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Arraignment in Criminal Court

An arraignment is a criminal hearing where the formal criminal charges against a defendant are read. The arraignment hearing gives the defendant an opportunity to learn of the criminal charges levied against him or her and to enter a plea as to those charges. Additionally, the defendants’ arraignment is usually when the defendant’s bail or own recognizance release is initially heard. Other issues that can be discussed at the defendant’s arraignment include whether or not the criminal charges can proceed due to a procedural error (demurrer) and what, if any, future court dates should be set.

Timing of Arraignment: The defendant has a right to be arraigned on the criminal charges without undue delay. This means that if the district attorney can arraign the defendant within in a few hours then the district attorney should do so. Unreasonable delay can result in the defendant being release from custody (jail) until the arraignment actually occurs. In any event, the arraignment is required to be held no later than two days after the defendant’s arrest if the defendant is in custody.

In Custody Arraignment: The defendant’s arraignment must be held within two calendar days if the defendant is in custody awaiting formal charges. Two calendar days means two court days. For example, if the defendant was arrested on a Friday then his arraignment is considered timely if his arraignment is held on Tuesday. However, if Monday is closed for a Court holiday and the defendant is arrested on a Friday then the defendant’s arraignment will be considered timely if it is held by Wednesday. When a defendant is in custody his arraignment is usually by video from the jail (video court).

Out of Custody Arraignment: The two calendar day rule related to arraignments does not apply when the defendant is out of jail. For misdemeanors, there is no statutory deadline for out of custody defendants. Of course, if the statute of limitations has expired then the district attorney may not file criminal charges against a defendant. In misdemeanor cases, the statute of limitations is usually one year. For felonies, the rule is that the defendant must be arraigned without undue delay. The statute of limitations in felonies varies greatly depending on the exact criminal charge.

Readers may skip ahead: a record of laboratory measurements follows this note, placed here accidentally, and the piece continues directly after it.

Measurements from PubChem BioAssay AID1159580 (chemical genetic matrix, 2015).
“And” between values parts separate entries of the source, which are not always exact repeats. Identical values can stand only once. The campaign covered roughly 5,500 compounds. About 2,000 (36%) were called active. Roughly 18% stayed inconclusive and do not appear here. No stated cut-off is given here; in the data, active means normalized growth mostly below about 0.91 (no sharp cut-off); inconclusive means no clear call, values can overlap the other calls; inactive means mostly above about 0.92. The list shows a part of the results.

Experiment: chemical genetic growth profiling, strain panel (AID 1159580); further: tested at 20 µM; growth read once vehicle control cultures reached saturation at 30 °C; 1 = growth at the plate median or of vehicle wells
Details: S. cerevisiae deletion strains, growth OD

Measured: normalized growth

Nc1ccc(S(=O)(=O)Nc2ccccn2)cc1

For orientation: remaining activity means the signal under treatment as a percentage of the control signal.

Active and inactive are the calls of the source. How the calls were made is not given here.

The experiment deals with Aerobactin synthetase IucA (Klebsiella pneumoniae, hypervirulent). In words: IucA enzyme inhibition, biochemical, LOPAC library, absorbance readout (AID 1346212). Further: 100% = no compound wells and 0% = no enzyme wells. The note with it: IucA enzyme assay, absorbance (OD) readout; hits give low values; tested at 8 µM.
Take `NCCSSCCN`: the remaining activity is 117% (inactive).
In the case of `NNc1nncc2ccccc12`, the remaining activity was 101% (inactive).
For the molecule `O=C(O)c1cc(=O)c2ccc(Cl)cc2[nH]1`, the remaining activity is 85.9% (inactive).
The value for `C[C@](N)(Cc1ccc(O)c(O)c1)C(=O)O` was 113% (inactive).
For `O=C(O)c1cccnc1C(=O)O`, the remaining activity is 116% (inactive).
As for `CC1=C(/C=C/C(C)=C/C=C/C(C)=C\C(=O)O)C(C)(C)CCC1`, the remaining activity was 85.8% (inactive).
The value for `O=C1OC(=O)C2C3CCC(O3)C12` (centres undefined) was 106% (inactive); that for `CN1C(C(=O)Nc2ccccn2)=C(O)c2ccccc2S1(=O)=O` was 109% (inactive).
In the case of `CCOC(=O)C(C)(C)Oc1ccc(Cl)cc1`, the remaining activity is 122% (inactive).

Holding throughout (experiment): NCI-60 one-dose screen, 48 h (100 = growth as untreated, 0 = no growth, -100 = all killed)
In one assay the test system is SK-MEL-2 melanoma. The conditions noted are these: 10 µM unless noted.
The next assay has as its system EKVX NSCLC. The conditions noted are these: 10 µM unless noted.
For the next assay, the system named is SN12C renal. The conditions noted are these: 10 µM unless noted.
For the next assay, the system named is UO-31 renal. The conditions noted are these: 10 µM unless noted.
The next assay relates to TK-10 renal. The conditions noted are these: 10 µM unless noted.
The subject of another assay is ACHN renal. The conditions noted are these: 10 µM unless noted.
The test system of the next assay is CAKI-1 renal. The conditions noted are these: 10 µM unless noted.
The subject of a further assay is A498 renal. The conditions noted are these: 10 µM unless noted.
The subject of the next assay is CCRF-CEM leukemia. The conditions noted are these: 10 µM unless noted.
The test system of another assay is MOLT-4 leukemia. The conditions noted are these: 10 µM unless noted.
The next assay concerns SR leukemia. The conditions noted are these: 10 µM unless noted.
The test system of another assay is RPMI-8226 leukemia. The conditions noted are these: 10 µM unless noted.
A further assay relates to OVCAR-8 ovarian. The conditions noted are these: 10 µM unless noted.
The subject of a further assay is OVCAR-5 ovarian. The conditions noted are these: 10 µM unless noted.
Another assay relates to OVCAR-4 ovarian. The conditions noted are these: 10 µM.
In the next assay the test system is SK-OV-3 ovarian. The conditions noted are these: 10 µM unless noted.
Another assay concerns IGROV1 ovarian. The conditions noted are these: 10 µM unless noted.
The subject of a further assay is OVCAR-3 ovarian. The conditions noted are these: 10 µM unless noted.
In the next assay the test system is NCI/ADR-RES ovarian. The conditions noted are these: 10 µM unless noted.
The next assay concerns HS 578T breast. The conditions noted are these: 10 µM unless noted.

Note: When the defendant bails out of jail before his or her arraignment the jail usually sets a new date for the defendant’s arraignment. This new date is usually at least a month from the arrest date because the two calendar day arraignment rule no longer applies when the defendant is out of custody.

Entry of Plea: The defendant’s arraignment is when the defendant enters a plea. The plea options are guilty, not guilty, no contest, and not guilty by reason of insanity. When the defendant is not represented by an attorney at the arraignment the court will enter a not guilty plea on the defendant’s behalf; thereafter, the court will set subsequent court dates within the defendant’s statutory right to a speedy preliminary hearing and a speedy trial. The defendant has a right to a short delay of his or her arraignment for good cause.

Note: At the arraignment the defendant will be informed of her statutory rights to a speedy trial and a speedy preliminary hearing. A preliminary hearing is a probable cause hearing that applies to felony cases. The defendant has a right to a preliminary hearing that commences within 10 court days of the defendant’s arraignment and a separate right to have the preliminary hearing concluded within 60 calendar days. A defendant in a misdemeanor case has a right to a speedy trial within 30 days of his arraignment if he is in custody and within 45 days if he is out of custody. A defendant may waive these speedy trial and speedy preliminary hearing rights and it is not unusual for defendant’s to do so.